I am a much better cook than I am baker, so I love it when I can make an impressive sounding dessert without needing any serious pastry skills. A cherry clafoutis fits the bill perfectly. It sounds like it takes a lot of effort, and well, it doesn’t. I recently contributed for the Bountiful Baskets Rainier Cherry case and this recipe used my last remaining bit of those delightful little fruits. You could substitute any other cherry (a clafoutis is traditionally made with black cherries) or many other types of fruit. If you use another fruit, the correct name for this dish will be a flognarde, also impressive and kind of funny too.
My best description of a clafoutis is that of a cross between a custard and a cake, with a flan-like flavor and consistency. However you want to describe it, it’s delicious. And, just in case you missed it the first time, it’s easy!
2 cups pitted cherries (or equal amount of another fruit) *
1/4 cup slivered almonds
1 cup granulated sugar
1/2 cup flour, sifted
pinch of salt
3/4 cup almond milk
1/4 cup coconut oil
1/2 tsp almond extract
Butter and flour a 9" square baking dish. Stir cherries and slivered almonds together in the bottom of baking dish.
Mix salt, flour, sugar and eggs and whisk until well blended.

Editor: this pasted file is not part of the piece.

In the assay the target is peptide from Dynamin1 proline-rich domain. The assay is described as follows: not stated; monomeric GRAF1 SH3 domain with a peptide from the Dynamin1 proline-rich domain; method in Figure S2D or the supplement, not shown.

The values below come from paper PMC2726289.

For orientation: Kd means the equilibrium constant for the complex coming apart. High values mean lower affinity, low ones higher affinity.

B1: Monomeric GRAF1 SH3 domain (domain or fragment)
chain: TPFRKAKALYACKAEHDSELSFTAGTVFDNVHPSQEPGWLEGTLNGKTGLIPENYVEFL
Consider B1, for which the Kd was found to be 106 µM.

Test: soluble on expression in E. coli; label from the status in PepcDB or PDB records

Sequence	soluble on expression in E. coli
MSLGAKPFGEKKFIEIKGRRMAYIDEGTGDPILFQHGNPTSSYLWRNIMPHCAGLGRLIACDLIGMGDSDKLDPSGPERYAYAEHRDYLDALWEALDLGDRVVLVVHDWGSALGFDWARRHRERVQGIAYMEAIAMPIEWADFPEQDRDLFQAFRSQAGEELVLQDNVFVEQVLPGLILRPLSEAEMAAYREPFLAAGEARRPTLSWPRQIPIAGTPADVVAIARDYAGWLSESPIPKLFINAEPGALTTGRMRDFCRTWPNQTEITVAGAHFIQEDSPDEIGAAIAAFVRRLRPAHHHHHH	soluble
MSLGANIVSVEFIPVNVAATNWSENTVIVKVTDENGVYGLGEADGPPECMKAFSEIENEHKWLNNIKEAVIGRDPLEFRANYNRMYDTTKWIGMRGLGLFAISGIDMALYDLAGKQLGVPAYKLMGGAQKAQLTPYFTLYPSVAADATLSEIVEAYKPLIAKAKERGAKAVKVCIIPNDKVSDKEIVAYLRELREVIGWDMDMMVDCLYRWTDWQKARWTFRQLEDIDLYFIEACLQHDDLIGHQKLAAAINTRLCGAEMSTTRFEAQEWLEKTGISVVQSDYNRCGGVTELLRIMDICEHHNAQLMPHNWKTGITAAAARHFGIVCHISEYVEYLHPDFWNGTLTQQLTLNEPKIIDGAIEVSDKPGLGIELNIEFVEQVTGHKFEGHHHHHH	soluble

Add liquid ingredients and whisk until smooth. Pour over the cherries in your baking dish.
Bake at 350 degrees for 45 minutes.
Remove from oven and cool on a wire rack. Don't be alarmed when the clafoutis seems to "fall", it will puff up a lot during baking and will deflate as it cools.
*A clafoutis is traditionally made using cherries containing their pits. Apparently, the pit gives the custard an almond flavor. I pit my cherries just for ease of eating, although the ease of baking would increase without this step. (Especially, if you're like me and can't find a cherry pitter and end up using a fondue fork.) So, to pit or not to pit, it's up to you.
Copyright 2007 - 2012 Tanya Jolly & Sally Stevens
Marisa F is a VSC in Billings, Montana. She is the proud Mama of two little boys, a consultant for a home party business and a freelance writer. She is on a Bountiful Baskets inspired mission to teach her family to eat healthy, real food.